Defending champions Richard and Elina Ussher will take centre stage on the Kumara Beach start line next Saturday when the 2013 Speight's Coast to Coast begins at 7am.
The multisport couple made history last year when they became the first married couple to win the Longest Day race in the same year.
The Usshers are focused on making history once again and are race favourites despite Richard having a less than ideal buildup.
We caught up with them to see what makes the Coast to Coast so irresistible to take on.
What do you love about the Coast to Coast?
Richard: The course - especially the mountain run and paddle, the competition and the wider community of people participating in and supporting the event.
Elina: I don't love anything about it. Oh yeah, I do love winning. To be honest with you it's a hard, long and painful day out there. However, I do like the challenge and I think that the race course is quite amazing. It's rough and tough but fascinating.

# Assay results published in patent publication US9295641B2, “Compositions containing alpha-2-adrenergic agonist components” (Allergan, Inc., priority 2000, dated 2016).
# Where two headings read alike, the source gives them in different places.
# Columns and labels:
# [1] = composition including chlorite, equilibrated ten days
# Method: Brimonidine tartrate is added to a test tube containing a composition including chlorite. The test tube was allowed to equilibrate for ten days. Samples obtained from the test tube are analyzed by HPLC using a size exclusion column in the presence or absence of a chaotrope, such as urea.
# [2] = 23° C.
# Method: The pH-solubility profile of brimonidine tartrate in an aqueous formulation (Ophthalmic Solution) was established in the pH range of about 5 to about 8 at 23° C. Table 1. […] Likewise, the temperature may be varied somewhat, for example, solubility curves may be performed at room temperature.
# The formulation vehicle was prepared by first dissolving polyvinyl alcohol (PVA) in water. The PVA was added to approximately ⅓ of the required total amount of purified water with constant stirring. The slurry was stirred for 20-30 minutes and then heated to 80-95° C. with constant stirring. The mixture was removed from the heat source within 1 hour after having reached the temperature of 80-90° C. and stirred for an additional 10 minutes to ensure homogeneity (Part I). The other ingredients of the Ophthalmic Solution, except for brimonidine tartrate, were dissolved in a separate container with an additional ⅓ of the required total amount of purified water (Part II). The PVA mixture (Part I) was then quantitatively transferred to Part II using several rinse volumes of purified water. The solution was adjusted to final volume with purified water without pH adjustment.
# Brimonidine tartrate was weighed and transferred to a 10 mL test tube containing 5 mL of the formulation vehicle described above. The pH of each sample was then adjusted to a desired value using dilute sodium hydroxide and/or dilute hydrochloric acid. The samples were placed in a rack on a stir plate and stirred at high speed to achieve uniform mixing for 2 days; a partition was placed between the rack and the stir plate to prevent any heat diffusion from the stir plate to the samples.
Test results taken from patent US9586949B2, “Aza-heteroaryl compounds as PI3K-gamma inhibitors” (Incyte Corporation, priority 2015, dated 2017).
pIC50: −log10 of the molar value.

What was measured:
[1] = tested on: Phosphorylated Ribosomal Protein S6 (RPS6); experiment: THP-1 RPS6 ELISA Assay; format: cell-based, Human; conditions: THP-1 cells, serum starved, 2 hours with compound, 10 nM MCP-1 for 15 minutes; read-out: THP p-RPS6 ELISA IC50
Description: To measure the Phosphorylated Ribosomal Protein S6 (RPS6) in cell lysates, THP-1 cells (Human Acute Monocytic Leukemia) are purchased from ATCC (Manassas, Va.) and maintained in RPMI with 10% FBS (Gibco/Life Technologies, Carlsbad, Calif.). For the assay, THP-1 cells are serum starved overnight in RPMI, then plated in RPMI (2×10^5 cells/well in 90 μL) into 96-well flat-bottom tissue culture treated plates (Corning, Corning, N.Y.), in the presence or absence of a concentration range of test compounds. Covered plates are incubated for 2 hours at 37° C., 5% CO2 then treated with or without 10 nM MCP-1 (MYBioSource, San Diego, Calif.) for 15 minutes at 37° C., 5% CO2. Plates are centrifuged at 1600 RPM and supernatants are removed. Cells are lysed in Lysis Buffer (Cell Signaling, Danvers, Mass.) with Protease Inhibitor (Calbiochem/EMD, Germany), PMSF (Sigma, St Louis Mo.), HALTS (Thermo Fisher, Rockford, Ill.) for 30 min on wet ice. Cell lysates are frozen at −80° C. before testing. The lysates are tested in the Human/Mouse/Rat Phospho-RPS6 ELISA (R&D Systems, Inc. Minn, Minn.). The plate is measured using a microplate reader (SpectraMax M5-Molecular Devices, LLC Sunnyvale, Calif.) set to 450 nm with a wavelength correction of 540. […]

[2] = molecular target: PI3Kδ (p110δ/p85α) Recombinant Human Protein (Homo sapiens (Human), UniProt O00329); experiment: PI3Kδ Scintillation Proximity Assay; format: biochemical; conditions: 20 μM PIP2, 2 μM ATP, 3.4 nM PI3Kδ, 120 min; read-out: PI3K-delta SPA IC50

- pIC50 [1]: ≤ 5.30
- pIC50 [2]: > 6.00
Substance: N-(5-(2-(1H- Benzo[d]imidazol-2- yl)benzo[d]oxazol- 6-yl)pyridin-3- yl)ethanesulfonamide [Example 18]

What is it like standing on Kumara Beach knowing what is ahead?
Richard: It is always a mix of nerves and apprehension. It doesn't matter how many races you've done, it is still a big day out and the first run and ride especially can be quite chaotic. It's always nice once you have got through the transition to the mountain run and the field has spaced out a bit.
Elina: How am I going to manage over 12 hours of racing?! It's always a bit of a scary feeling - standing on one side of New Zealand and knowing you're about to race to the other. I can't think too much - my brain wants to save some energy, every little piece of energy that I have. Normally I talk a lot but I'm often very quiet before a big race. You have to keep calm and believe that it's going to be alright. You have this massive day ahead of you but just try to focus on the first 3km run and go for it.
What did it mean to both of you to win the men's and women's title and become the first husband and wife to do so?